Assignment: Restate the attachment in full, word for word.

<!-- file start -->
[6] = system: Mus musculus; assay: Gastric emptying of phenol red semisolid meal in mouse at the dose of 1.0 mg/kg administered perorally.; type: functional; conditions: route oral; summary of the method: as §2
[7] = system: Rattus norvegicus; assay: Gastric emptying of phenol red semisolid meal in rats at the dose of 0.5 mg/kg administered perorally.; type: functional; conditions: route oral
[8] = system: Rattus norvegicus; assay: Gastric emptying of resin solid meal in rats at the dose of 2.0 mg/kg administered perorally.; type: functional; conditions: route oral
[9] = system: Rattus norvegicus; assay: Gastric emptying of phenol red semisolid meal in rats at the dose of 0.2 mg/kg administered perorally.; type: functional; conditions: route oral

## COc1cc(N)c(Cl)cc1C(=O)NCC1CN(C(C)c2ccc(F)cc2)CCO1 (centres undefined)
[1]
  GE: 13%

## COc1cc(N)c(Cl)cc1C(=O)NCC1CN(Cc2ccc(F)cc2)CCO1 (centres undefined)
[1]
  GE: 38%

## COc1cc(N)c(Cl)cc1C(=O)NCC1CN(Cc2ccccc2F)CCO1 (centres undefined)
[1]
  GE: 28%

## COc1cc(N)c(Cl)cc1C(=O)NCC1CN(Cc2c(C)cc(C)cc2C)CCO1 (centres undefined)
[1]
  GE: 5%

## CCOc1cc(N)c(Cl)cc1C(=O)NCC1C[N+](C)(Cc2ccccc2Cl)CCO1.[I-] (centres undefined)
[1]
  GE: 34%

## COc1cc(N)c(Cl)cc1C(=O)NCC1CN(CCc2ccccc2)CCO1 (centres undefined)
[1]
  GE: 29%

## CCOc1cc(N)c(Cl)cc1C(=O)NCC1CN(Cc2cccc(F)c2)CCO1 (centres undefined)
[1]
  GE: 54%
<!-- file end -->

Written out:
[6] = system: Mus musculus; assay: Gastric emptying of phenol red semisolid meal in mouse at the dose of 1.0 mg/kg administered perorally.; type: functional; conditions: route oral; summary of the method: as §2
[7] = system: Rattus norvegicus; assay: Gastric emptying of phenol red semisolid meal in rats at the dose of 0.5 mg/kg administered perorally.; type: functional; conditions: route oral
[8] = system: Rattus norvegicus; assay: Gastric emptying of resin solid meal in rats at the dose of 2.0 mg/kg administered perorally.; type: functional; conditions: route oral
[9] = system: Rattus norvegicus; assay: Gastric emptying of phenol red semisolid meal in rats at the dose of 0.2 mg/kg administered perorally.; type: functional; conditions: route oral

## COc1cc(N)c(Cl)cc1C(=O)NCC1CN(C(C)c2ccc(F)cc2)CCO1 (centres undefined)
[1]
  GE: 13%

## COc1cc(N)c(Cl)cc1C(=O)NCC1CN(Cc2ccc(F)cc2)CCO1 (centres undefined)
[1]
  GE: 38%

## COc1cc(N)c(Cl)cc1C(=O)NCC1CN(Cc2ccccc2F)CCO1 (centres undefined)
[1]
  GE: 28%

## COc1cc(N)c(Cl)cc1C(=O)NCC1CN(Cc2c(C)cc(C)cc2C)CCO1 (centres undefined)
[1]
  GE: 5%

## CCOc1cc(N)c(Cl)cc1C(=O)NCC1C[N+](C)(Cc2ccccc2Cl)CCO1.[I-] (centres undefined)
[1]
  GE: 34%

## COc1cc(N)c(Cl)cc1C(=O)NCC1CN(CCc2ccccc2)CCO1 (centres undefined)
[1]
  GE: 29%

## CCOc1cc(N)c(Cl)cc1C(=O)NCC1CN(Cc2cccc(F)c2)CCO1 (centres undefined)
[1]
  GE: 54%